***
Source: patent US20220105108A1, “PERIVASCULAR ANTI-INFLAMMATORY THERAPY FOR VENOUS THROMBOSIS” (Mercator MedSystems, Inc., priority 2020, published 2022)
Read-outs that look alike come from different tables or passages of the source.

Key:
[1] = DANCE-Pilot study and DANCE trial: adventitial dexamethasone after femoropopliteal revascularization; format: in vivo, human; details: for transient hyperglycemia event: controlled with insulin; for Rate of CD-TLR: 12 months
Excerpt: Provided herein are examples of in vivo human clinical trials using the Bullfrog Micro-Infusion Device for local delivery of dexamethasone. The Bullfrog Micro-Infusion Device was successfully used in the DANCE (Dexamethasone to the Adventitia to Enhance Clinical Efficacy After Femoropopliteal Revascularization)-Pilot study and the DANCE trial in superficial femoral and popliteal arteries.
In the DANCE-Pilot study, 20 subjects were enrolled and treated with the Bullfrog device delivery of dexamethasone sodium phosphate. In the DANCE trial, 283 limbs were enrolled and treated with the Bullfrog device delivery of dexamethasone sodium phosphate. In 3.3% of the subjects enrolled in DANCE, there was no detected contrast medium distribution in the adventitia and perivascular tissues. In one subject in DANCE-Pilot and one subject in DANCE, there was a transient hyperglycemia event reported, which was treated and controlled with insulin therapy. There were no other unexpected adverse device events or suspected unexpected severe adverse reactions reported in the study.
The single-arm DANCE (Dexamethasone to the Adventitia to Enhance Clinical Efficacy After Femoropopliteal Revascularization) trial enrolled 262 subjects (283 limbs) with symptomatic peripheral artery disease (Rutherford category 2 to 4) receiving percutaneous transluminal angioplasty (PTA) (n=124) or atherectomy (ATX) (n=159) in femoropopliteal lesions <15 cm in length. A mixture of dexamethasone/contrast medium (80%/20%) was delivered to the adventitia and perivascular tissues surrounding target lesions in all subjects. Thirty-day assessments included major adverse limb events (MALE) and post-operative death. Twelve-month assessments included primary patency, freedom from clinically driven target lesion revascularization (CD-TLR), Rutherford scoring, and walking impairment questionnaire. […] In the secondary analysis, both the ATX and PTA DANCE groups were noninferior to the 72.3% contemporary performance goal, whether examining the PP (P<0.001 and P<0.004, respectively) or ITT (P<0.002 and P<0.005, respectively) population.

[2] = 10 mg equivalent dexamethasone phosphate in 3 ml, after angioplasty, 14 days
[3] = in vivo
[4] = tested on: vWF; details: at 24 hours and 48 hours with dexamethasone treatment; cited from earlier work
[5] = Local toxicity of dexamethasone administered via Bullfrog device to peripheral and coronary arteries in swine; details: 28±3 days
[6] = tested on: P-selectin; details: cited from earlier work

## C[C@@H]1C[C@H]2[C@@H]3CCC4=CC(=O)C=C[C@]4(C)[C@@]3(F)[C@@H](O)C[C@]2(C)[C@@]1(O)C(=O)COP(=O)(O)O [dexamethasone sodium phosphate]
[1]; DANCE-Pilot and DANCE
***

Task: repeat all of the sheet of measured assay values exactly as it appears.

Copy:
Source: patent US20220105108A1, “PERIVASCULAR ANTI-INFLAMMATORY THERAPY FOR VENOUS THROMBOSIS” (Mercator MedSystems, Inc., priority 2020, published 2022)
Read-outs that look alike come from different tables or passages of the source.

Key:
[1] = DANCE-Pilot study and DANCE trial: adventitial dexamethasone after femoropopliteal revascularization; format: in vivo, human; details: for transient hyperglycemia event: controlled with insulin; for Rate of CD-TLR: 12 months
Excerpt: Provided herein are examples of in vivo human clinical trials using the Bullfrog Micro-Infusion Device for local delivery of dexamethasone. The Bullfrog Micro-Infusion Device was successfully used in the DANCE (Dexamethasone to the Adventitia to Enhance Clinical Efficacy After Femoropopliteal Revascularization)-Pilot study and the DANCE trial in superficial femoral and popliteal arteries.
In the DANCE-Pilot study, 20 subjects were enrolled and treated with the Bullfrog device delivery of dexamethasone sodium phosphate. In the DANCE trial, 283 limbs were enrolled and treated with the Bullfrog device delivery of dexamethasone sodium phosphate. In 3.3% of the subjects enrolled in DANCE, there was no detected contrast medium distribution in the adventitia and perivascular tissues. In one subject in DANCE-Pilot and one subject in DANCE, there was a transient hyperglycemia event reported, which was treated and controlled with insulin therapy. There were no other unexpected adverse device events or suspected unexpected severe adverse reactions reported in the study.
The single-arm DANCE (Dexamethasone to the Adventitia to Enhance Clinical Efficacy After Femoropopliteal Revascularization) trial enrolled 262 subjects (283 limbs) with symptomatic peripheral artery disease (Rutherford category 2 to 4) receiving percutaneous transluminal angioplasty (PTA) (n=124) or atherectomy (ATX) (n=159) in femoropopliteal lesions <15 cm in length. A mixture of dexamethasone/contrast medium (80%/20%) was delivered to the adventitia and perivascular tissues surrounding target lesions in all subjects. Thirty-day assessments included major adverse limb events (MALE) and post-operative death. Twelve-month assessments included primary patency, freedom from clinically driven target lesion revascularization (CD-TLR), Rutherford scoring, and walking impairment questionnaire. […] In the secondary analysis, both the ATX and PTA DANCE groups were noninferior to the 72.3% contemporary performance goal, whether examining the PP (P<0.001 and P<0.004, respectively) or ITT (P<0.002 and P<0.005, respectively) population.

[2] = 10 mg equivalent dexamethasone phosphate in 3 ml, after angioplasty, 14 days
[3] = in vivo
[4] = tested on: vWF; details: at 24 hours and 48 hours with dexamethasone treatment; cited from earlier work
[5] = Local toxicity of dexamethasone administered via Bullfrog device to peripheral and coronary arteries in swine; details: 28±3 days
[6] = tested on: P-selectin; details: cited from earlier work

## C[C@@H]1C[C@H]2[C@@H]3CCC4=CC(=O)C=C[C@]4(C)[C@@]3(F)[C@@H](O)C[C@]2(C)[C@@]1(O)C(=O)COP(=O)(O)O [dexamethasone sodium phosphate]
[1]; DANCE-Pilot and DANCE